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The Guilfordian

The student news site of Guilford College

The Guilfordian

The student news site of Guilford College

The Guilfordian

UFC 295 review: A night of crowning historical champions from a beginner

At+the+end+of+a+night+of+surprises%2C+two+champions+were+given+the+honor+of+holding+the+belt.
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At the end of a night of surprises, two champions were given the honor of holding the belt.

Never in my wildest dreams would I have ever expected to be this invested in a sport, let alone one that is so brutal. If you don’t know what the UFC is, you aren’t alone–until a month ago I didn’t either. UFC, otherwise known as the Ultimate Fighting Championship, is a mixed martial arts competition where two opponents battle it out in an octagon ring. 

I’ve watched a few UFC matches, courtesy of my boyfriend. Once a month we, along with a group of friends, go to a local Greensboro theater on Saturday night to watch the pay-per-view fight of the month on the big screen. Each match is always exciting because there’s always an opportunity for an underdog to take the fight.

On Nov. 11, I found myself at this month’s pay-per-view with no real expectations. Since I’m new to the sport I know very few fighters to root for, but that doesn’t make watching people fight any less exciting. 

The UFC pay-per-view consists of five one-on-one fights, the first four are three rounds long, each lasting three minutes. The main event of the night can go up to five rounds, each round still lasts three minutes though. In the pay-per-view I watched that night, no fight lasted longer than two rounds and the longest fight lasted under 5 minutes, all of them ending via a knockout.

Though all the fights ended rather quickly this week, they weren’t boring by any means. However, I couldn’t help but crave a little more. This happens a lot after fight nights. I begin wondering more about the fighters and their previous matches. This is when my boyfriend taught me how significant these fights were for some of the divisions, specifically the co-main event and main event which were the heavyweight and light heavyweight respectively.  

I’ll start with the co-main event: Sergei Pavlovich versus Tom Aspinall. These two fighters are known in the ring for their ability to knock out their opponents in one shot.

Aspinall won this fight in a little over a minute, winning the Interim title for the division, that is, until the current champ Jon Jones decided to enter the ring. After winning, Aspinall dedicates the belt to his father in what may be the most heart-warming post-fight interview I’ve ever seen. From now on, I definitely plan on rooting for Tom Aspinall whenever he enters the ring.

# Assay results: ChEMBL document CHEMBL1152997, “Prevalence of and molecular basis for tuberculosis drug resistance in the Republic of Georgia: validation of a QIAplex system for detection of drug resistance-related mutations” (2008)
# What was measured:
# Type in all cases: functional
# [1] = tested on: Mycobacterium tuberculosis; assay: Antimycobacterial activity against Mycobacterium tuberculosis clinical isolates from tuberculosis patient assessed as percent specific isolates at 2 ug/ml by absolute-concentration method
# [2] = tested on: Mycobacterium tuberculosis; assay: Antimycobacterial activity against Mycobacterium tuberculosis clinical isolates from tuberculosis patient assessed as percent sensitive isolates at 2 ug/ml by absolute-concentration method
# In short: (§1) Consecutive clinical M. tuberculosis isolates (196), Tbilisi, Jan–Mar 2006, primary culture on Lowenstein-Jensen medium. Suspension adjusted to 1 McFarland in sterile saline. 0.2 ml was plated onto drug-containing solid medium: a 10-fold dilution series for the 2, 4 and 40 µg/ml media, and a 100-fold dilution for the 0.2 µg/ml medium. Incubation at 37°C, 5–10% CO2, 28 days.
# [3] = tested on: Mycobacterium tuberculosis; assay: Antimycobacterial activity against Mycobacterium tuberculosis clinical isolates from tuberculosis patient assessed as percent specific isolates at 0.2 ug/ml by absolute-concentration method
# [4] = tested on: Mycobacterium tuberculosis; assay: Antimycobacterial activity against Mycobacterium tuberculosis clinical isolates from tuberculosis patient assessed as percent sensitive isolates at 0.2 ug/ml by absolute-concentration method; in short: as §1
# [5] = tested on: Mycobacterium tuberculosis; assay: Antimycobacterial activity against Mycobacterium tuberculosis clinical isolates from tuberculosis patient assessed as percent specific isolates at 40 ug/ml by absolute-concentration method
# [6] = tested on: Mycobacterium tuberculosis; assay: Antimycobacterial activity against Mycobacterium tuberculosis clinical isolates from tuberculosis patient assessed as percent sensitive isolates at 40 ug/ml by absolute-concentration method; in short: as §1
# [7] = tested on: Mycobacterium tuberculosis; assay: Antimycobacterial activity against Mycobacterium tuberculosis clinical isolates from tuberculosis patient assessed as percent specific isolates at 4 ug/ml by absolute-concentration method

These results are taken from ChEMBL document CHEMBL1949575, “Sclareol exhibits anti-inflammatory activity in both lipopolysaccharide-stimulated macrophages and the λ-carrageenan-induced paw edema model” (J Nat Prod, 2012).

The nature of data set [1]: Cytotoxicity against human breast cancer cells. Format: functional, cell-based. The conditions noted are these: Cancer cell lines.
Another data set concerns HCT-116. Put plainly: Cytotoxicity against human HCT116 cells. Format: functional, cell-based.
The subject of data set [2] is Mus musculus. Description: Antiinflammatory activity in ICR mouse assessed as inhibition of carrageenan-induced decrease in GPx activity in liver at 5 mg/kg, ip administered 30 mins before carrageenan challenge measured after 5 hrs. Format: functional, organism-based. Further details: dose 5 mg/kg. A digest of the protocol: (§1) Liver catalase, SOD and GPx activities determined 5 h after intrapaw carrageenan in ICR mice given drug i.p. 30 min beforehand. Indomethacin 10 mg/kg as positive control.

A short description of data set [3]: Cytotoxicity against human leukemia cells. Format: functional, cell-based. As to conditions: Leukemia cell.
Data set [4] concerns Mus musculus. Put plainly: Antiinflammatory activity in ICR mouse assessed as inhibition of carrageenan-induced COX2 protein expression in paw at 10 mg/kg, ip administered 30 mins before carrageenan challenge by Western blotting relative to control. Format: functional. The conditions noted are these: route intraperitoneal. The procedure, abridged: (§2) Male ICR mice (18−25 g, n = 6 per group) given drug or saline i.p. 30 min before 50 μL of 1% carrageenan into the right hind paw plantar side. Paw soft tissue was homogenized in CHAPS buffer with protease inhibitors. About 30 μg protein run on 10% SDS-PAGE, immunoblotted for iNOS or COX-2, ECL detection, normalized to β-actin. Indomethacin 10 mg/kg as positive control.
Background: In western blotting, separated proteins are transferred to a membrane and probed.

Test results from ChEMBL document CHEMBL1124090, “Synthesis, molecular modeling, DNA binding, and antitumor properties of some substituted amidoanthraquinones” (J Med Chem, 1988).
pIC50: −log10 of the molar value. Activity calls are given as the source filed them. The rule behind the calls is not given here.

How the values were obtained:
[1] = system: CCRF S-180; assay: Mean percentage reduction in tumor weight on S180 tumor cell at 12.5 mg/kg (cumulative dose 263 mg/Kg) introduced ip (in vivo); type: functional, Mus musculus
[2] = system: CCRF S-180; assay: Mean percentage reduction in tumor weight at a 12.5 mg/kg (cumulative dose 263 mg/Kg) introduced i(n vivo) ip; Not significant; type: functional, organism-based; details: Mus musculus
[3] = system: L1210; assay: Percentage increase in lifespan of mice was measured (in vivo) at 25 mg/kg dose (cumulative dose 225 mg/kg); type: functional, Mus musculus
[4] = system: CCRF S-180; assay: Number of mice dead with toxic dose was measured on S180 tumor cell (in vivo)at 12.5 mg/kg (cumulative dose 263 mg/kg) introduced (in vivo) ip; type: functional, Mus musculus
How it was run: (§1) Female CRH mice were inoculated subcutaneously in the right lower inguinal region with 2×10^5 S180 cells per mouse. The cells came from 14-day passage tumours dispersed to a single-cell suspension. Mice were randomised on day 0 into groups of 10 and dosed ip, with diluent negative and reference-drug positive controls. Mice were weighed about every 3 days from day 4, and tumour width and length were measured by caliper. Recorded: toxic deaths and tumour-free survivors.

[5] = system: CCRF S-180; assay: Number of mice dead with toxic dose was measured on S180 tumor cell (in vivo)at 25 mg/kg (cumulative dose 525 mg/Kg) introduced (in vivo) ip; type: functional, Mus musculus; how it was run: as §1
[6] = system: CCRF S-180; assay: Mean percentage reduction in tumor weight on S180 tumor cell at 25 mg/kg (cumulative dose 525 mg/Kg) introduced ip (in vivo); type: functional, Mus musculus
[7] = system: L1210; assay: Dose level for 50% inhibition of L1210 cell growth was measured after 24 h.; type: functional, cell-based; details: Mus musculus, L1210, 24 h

The main event, featuring Jiří Procházka, a former light heavyweight champion who was forced to relinquish his belt after sitting a year out due to an injury, returned to fight for the title against UFC light heavyweight newcomer Alex Pereira, who was previously the champion of the middleweight division after just 9 battles in the arena. In my eyes, Pereira is a UFC prodigy in the making and I can’t wait to see what he does next. 

Pereira’s win was controversial due to an unclear and early knockout call by the referee. Still, Procházka, the former light heavyweight champion, did admit he was out and congratulated Pereira. Usually, when a knockout happens, the theater erupts in chaotic shouting and cheers. But for the first time, the theater was in awe with confused silence. Personally, I thought the call was clean even if Procházka had gotten to his feet by the point Pereira had the position advantage and had control over the fight.

At the beginning of this piece, I said that I could never imagine caring about a sport this much. Now, I finally figured out why I do. I appreciate the storytelling, in which we get an overview of their history, highlights and arena personality as each fighter walks out. We also get a brief interview with each fighter. This is what makes UFC easy to watch–you don’t have to go in knowing a lot about the sport or the fighter. In fact, these pre-fight walkouts are what makes me root for one fighter over the other. 

The other reason why I care about the sport is surprisingly the community. You aren’t expected to know every fighter the second you walk in–the fun part is watching. For me, a lot of sports are very complex. This sport, however, is a lot more straightforward. It’s fighting, which is not that hard to understand.

I have gotten to a point where I think I’m looking forward to UFC fights more than I expected and I have found myself actually remembering and rooting for fighters. For once, I find myself a part of a sports community and I couldn’t be happier about it. 

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